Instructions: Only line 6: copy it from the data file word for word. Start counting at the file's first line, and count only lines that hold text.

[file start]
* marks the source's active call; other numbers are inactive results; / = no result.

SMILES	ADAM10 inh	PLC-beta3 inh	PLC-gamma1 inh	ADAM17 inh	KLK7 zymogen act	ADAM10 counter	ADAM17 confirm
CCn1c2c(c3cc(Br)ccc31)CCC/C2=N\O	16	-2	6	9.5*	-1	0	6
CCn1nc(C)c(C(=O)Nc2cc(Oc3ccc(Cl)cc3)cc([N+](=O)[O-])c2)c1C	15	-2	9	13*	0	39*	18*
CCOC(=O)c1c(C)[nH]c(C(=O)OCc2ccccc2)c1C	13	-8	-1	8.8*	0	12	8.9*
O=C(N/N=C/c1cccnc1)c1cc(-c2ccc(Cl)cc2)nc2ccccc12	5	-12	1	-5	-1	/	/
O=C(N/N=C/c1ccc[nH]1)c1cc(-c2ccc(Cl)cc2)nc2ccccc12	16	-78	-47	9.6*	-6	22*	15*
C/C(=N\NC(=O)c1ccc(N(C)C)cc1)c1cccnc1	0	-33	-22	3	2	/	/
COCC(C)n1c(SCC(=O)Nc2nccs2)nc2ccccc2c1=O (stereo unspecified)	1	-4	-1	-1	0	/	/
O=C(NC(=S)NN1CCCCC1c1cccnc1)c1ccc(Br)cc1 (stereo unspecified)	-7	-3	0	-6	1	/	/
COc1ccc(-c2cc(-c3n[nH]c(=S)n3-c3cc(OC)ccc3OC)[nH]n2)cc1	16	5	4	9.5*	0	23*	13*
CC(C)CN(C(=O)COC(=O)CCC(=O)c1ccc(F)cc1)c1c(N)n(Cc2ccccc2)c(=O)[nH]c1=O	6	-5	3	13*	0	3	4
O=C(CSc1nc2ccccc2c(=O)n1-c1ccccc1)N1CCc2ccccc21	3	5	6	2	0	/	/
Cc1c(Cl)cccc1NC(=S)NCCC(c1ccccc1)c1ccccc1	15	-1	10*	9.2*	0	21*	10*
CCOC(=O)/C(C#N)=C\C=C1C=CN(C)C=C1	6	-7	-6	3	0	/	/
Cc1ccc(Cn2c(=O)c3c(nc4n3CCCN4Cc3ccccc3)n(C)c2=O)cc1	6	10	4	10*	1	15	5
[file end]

O=C(N/N=C/c1cccnc1)c1cc(-c2ccc(Cl)cc2)nc2ccccc12	5	-12	1	-5	-1	/	/